You’re doing great!

We’re now more than halfway through a year that no one could have predicted would turn out the way it has—and you’ve made it! It might not seem like it, but you’re doing great. The sacrifices you’ve made to keep yourself and loved ones safe, the way you’ve supported others by doing what you can to safely help those around you in need, and your determination to push through every hard day in the hopes that the next one would be a little better shows exactly what you’re made of.

But of course it’s been incredibly difficult and stressful. In fact, you may not feel like you’re doing great at all. That’s because while we’re busy trying to manage this new reality the best we can, we’re also all grieving the life we once knew—those easy days when even the simple joy of going out for a cup of coffee with a friend was allowed.

According to an article in Harvard Business Review,1  these feelings of grief are to be expected. We’re grieving the loss of normalcy due to the intrusion of a virus that has changed all the rules we used to know. But there is also something called “anticipatory grief,” which is the anxiety  we feel when we think about the uncertainty of the future. The loss of safety that we once knew and counted on can be very stressful for humans who like to feel in control as much as possible.

So if you’re not feeling great, you’re not alone.  But the good news is that humans are resilient and pretty clever when it comes to finding ways to adapt. We’ve seen it in the creative ways people have found to safely stay in touch with loved ones, and to lift up those around them with things like supportive banners, sidewalk art, and painted stones scattered through neighborhoods.

Just remember that support is out there if you need it. Reach out to family, friends, a spiritual advisor, or your family physician if you find that you are unable to cope with the anxiety you’re feeling. There is no shame in needing help. None of us have ever been through a pandemic, so there isn’t a handy manual to reference when you find yourself really struggling to figure out how to manage your fear and feelings of isolation.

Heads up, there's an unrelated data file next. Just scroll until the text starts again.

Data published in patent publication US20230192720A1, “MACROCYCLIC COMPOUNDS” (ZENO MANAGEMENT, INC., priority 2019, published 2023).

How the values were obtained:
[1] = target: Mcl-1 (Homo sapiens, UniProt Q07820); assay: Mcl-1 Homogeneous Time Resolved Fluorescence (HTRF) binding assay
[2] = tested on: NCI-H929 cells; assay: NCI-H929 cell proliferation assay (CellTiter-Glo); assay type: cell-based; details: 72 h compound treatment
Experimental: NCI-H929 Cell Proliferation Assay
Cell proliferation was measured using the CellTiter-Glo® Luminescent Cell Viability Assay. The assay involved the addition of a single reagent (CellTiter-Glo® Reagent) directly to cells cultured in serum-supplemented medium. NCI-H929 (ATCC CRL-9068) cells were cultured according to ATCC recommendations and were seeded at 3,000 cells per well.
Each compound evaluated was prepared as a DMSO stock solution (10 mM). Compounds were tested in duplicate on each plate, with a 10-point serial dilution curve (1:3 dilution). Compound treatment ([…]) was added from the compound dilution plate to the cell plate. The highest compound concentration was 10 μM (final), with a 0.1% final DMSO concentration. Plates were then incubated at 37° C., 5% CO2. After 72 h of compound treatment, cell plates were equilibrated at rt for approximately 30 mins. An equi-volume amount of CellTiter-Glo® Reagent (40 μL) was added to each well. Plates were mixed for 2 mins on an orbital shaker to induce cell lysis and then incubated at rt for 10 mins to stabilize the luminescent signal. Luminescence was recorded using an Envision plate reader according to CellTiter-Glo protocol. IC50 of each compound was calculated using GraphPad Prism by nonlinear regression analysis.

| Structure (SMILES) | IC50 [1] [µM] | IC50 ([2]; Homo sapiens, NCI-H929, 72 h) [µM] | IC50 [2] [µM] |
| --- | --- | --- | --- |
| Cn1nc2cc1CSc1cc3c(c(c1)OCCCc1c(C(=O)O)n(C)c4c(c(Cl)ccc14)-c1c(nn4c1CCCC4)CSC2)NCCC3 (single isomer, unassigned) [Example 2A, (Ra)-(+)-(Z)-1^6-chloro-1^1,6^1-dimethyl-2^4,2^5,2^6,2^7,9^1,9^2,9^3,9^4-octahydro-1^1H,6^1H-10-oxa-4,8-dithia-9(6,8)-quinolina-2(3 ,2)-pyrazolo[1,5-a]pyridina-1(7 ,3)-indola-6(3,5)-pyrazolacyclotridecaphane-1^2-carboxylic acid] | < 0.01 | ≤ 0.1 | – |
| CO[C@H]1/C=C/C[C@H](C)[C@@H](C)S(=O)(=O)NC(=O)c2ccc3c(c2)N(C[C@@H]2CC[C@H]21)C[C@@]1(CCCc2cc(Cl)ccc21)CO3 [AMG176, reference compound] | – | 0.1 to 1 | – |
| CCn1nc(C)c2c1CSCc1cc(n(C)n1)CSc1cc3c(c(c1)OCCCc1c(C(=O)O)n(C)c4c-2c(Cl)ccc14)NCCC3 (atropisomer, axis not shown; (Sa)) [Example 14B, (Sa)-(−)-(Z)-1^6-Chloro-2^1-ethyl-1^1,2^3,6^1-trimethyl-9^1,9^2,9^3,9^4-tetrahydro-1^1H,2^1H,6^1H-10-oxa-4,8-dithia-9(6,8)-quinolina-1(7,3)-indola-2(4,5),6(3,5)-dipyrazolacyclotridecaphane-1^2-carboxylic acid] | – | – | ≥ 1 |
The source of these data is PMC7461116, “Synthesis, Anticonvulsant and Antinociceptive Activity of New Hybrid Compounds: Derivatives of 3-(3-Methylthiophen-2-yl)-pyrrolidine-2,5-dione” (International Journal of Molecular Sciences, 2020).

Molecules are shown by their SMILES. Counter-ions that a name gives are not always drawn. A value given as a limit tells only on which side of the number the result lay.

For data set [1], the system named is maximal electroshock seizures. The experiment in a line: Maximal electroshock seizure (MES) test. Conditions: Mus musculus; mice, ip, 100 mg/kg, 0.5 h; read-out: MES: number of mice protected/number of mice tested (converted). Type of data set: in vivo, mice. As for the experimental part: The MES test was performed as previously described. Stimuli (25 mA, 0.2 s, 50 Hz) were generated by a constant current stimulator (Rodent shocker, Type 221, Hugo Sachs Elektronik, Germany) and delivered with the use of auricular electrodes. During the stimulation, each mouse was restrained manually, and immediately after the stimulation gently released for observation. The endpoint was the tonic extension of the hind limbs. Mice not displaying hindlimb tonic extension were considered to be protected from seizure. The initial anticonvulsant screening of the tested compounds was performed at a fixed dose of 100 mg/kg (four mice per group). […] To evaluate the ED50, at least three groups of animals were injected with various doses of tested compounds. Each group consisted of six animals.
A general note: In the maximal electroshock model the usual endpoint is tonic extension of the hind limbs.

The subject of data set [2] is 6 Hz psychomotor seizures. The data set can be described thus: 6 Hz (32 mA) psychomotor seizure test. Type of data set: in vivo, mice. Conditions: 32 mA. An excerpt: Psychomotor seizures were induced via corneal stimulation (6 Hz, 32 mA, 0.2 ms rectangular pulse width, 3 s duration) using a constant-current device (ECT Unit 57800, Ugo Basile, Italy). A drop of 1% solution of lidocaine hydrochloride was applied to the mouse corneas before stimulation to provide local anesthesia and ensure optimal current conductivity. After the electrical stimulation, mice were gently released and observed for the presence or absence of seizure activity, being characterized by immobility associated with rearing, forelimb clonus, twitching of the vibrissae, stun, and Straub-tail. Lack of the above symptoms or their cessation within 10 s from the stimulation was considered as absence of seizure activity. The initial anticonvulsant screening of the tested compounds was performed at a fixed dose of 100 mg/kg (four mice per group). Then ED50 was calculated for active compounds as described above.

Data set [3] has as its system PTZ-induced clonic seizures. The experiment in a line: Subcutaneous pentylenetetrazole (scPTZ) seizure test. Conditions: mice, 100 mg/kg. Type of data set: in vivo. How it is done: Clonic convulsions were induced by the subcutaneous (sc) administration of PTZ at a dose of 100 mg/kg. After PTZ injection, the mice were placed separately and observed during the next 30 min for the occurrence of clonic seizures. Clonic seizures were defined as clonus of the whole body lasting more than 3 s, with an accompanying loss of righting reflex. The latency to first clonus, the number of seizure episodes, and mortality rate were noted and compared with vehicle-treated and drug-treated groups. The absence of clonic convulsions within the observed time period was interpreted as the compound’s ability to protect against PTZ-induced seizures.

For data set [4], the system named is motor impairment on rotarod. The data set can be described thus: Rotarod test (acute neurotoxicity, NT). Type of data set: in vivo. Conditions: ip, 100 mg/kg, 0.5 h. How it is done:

Visit the American Psychological Association and Psychology Today for more exploration of the collective grief we’re all experiencing, and what we may be able to do to heal.

Early on there were suggestions that people should take the lockdown as an opportunity to work on personal projects and hobbies, organize and renovate their homes, take courses and learn new skills, and be as productive as possible with all the “free time” they were allegedly going to have.

It’s great if you were able to take whatever precious mental and physical energy you had and turn it into something productive. But it’s also perfectly fine if all you’ve been able to do is simply survive. In fact, managing to do just the bare minimum in the midst of a pandemic is actually pretty amazing considering the emotional toll it’s taken.

So even if you’ve only washed your hair once in the last week, you had cereal for dinner last night, and you haven’t touched that scrapbook you started back in 1998 and vowed to finished, you really are doing great.

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